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San Francisco Police Lieutenant Virgil Tibbs is called in to investigate when a liberal street preacher and political candidate is accused of murdering a prostitute. Tibbs is also battling ... See full summary »
A writer meets a young socialite on board a train. The two fall in love and are married soon after, but her obsessive love for him threatens to be the undoing of both them and everyone else around them.
Accidentally blinded by her prostitute mother Rose-Ann at the age of five, Selina D'Arcey spends the next 13 years confined in the tiny Los Angeles apartment that they share with "Ole Pa", Selina's grandfather. One afternoon at the local park, Selina meets Gordon Ralfe, a thoughtful young office worker whose kind-hearted treatment of her results in her falling in love with him, unaware that he is black. They continue to meet in the park every afternoon and he teaches her how to get along in the city. But when the cruel, domineering Rose-Ann learns of their relationship, she forbids her to have anything more to do with him because he is black. Selina continues to meet Gordon despite Rose-Ann's fury, who is determined to end the relationship for good. Written by
According to the DVD audio commentary, it was the decision of director Guy Green that the movie be filmed in black-and-white, although color was available. See more »
When Mark walks into the door of Gordon's apartment, he is shown closing the door behind him. When the shot cuts back to him, he's beginning the process of closing the door behind him again. See more »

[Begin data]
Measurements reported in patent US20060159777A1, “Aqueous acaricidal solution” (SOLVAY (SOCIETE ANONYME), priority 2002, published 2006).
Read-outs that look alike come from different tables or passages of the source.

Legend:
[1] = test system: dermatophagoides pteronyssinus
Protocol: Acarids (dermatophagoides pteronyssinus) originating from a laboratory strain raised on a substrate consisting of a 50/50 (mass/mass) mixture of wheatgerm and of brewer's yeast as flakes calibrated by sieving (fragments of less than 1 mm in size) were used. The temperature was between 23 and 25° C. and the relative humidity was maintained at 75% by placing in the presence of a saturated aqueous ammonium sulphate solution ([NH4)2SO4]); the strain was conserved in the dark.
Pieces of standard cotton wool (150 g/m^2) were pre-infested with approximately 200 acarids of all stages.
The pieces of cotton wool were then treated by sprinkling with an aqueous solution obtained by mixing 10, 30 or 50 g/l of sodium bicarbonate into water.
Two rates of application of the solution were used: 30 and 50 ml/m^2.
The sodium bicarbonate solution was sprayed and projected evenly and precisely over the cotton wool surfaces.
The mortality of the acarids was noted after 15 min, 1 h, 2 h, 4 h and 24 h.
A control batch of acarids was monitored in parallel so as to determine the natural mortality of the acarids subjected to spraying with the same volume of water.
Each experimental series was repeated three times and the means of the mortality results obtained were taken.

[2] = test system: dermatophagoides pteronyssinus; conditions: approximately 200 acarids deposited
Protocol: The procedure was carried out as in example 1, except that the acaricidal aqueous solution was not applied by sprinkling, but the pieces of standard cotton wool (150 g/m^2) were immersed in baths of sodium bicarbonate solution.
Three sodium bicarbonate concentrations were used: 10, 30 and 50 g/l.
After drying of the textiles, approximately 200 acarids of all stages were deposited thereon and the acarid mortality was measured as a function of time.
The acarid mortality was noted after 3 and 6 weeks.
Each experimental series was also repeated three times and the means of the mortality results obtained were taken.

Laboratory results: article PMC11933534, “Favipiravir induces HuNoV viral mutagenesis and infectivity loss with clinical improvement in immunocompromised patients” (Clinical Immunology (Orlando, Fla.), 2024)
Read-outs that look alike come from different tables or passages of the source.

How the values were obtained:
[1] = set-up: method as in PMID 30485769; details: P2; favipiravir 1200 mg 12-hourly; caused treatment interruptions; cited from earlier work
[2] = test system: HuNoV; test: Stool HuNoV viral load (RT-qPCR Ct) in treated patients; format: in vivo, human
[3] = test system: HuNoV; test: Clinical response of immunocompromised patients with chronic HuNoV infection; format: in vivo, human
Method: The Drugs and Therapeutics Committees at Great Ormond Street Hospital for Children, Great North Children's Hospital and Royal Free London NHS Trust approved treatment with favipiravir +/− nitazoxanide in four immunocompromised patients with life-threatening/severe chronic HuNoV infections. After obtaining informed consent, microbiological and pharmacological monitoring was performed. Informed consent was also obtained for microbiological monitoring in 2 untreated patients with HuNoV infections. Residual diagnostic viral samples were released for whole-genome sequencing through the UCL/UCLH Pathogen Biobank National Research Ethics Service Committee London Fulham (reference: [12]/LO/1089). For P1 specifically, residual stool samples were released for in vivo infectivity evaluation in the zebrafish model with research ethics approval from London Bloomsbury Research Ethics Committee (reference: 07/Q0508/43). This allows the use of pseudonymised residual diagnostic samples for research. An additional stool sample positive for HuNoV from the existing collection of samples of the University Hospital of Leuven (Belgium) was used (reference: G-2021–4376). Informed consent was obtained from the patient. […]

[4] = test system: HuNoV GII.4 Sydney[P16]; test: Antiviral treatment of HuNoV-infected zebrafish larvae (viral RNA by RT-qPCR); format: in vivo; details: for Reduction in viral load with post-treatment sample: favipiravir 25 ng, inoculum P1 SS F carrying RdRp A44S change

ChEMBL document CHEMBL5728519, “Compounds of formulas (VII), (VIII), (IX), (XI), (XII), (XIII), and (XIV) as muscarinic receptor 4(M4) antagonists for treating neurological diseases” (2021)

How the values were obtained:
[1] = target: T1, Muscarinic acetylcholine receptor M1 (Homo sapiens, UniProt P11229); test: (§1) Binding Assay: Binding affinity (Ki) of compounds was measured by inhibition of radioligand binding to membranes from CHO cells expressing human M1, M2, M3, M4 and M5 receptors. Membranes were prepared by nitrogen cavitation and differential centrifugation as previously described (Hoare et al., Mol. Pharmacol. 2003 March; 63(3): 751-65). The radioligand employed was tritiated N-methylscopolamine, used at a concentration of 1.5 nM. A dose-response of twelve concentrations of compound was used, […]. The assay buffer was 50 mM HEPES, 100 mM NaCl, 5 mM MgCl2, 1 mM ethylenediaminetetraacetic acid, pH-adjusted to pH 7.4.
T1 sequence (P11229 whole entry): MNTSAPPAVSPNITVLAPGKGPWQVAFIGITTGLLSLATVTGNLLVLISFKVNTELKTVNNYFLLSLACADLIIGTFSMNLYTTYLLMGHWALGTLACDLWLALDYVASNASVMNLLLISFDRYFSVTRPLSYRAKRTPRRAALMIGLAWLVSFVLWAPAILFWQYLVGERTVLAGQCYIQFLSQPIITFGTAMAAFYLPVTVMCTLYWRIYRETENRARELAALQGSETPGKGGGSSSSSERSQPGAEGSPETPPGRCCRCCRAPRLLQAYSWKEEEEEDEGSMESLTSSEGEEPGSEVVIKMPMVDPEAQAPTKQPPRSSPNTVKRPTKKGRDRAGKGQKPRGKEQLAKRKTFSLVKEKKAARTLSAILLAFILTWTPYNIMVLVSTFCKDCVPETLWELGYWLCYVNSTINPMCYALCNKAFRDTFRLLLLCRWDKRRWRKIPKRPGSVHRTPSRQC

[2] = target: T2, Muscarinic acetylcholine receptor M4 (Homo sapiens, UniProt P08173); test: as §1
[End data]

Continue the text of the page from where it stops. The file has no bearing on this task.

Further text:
Shelley Winters's platinum-haired, overweight, foul-mouthed Roseanne D'arcy is as much fun to watch as her pouty, midwestern Charlotte Haze in Lolita. As sharp and horrible as a root canal, she marches around the tiny apartment she shares with her daughter and father, ordering Selina about like an indentured servant: "Where's my dinner?" she bellows like a foghorn. Classic. The fight scene between she and her father is not to be missed, as the one-liners fly back and forth like knives. When the neighbors try to intervene, Shelley launches into them like the assault on Normandy, gleefully turning husband against wife.
Sidney Poitier is wonderful as always, as Gordon. As an actor, Poitier can do no wrong; he glides into the room with that curious mixture of animal magnetism and precise diction, sizing up a situation with the efficiency of an accountant. His Gordon Ralfe is realistic and fatherly toward Selina, even as he tries to ignore the underlying romantic tension between Selina and himself.
Elizabeth Hartman's Selina is so fragile that she looks as though she will break any moment. I have a hunch that much of her excellent performance is mined from her real-life depression, if her IMDb biography is accurate.
This is an excellent film, and highly recommended.
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